We thought it might make sense to commence this cunningly linguistic web log with a brief explanation of its name. No, it’s not just part of that oh-so-clever modern trend to randomly juxtapose two words with the aim of creating something eye-catching (blue banana, horny giraffe etc.), although, let’s face it, it does sound kinda cool.

spanish cow

In fact, it comes from the French phrase “Parler français comme une vache espagnole”; literally, to speak French like a Spanish Cow. And slightly less literally, to speak French badly (dodgy grammar, painful pronunciation etc.). A bit like the unfortunate lady locked in a French town hall recently. But it can apply to any language, when it comes down to it – these days, you’ll also hear Francophones proudly proclaiming that they’re as adept at murdering “chinois” or “anglais” as Castilian bovines.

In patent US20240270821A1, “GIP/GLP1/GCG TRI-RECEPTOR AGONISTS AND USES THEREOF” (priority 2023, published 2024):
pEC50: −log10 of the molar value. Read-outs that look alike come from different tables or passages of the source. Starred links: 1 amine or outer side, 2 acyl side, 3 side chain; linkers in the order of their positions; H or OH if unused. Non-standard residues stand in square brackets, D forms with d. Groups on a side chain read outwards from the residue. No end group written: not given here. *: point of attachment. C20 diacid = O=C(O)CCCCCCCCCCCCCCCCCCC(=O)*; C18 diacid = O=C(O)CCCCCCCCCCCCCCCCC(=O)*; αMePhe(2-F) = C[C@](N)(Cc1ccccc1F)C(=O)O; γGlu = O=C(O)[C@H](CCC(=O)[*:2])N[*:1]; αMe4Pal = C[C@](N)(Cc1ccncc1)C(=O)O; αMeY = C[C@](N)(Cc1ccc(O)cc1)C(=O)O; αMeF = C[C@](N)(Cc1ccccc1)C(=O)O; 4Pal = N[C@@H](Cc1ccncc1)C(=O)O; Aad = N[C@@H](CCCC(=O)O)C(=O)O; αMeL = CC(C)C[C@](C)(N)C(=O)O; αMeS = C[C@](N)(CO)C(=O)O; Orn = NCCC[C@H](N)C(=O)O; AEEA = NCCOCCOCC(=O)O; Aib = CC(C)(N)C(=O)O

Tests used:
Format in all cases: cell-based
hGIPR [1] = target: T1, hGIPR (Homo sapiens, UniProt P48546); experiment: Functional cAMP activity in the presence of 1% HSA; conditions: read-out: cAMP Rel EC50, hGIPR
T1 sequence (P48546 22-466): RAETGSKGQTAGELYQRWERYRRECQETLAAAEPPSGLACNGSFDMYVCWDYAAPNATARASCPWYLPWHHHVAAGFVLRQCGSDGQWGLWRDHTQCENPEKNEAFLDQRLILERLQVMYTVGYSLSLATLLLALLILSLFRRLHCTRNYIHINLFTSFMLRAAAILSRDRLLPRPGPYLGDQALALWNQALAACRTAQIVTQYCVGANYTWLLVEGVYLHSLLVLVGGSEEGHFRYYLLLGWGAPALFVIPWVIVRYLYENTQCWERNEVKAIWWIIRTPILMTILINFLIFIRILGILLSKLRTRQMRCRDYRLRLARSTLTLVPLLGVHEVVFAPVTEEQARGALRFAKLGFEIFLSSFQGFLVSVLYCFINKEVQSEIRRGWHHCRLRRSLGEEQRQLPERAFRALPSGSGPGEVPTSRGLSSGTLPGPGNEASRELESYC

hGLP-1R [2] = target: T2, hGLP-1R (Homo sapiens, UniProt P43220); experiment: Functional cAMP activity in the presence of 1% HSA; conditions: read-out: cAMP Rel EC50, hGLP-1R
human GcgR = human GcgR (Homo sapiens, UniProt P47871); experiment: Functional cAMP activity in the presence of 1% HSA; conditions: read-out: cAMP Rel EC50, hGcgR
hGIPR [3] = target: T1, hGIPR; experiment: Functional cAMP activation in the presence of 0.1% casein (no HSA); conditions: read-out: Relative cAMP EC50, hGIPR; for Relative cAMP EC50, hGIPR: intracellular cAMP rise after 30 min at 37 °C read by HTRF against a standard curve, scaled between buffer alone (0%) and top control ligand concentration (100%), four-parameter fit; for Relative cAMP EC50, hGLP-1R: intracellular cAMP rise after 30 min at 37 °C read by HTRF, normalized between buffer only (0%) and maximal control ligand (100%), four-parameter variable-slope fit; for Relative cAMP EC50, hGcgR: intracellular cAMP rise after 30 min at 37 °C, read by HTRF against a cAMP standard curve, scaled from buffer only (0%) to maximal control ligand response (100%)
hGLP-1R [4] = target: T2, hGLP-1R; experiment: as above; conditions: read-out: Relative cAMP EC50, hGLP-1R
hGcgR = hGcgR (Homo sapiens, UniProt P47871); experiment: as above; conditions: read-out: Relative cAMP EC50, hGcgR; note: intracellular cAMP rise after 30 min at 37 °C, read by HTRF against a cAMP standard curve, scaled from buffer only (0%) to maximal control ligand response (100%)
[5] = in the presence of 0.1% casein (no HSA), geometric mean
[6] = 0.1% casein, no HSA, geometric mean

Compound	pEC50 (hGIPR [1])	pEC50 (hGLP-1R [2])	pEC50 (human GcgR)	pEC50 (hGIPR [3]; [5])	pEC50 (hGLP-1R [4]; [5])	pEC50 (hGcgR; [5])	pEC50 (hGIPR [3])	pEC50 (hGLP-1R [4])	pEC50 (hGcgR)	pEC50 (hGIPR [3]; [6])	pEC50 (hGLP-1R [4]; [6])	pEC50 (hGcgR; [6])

So why does the cow from Spain get treated with disdain, in the main?  The origins of this expression – first recorded in 1640 – are as murky as a fresh cowpat, but there are two principal theories.

The first and most well-known tail, ahem, tale, blames it on the pesky Basques. The story goes that “Vache” is simply a mangling of “Basque” (“vasces” or “vasque”  in 17th-century France) – back in the day, someone with poor French was instantly compared to those supposedly illiterate barbarians living across the border…

The second, not dissimilar theory states that the word started out as “basse”, which meant “servant”, and simply became “vache” over time. With many servants having moo-ved (oh God, no) from neighbouring Spain (and presumably struggling with the lingo a little), you can see how this might have come about.

Anyway, whatever the truth may be, that’s what we’re called – we look forward to chewing the cud with you in the forthcoming weeks and months. But we promise not to milk things too much.

And here endeth the cow puns.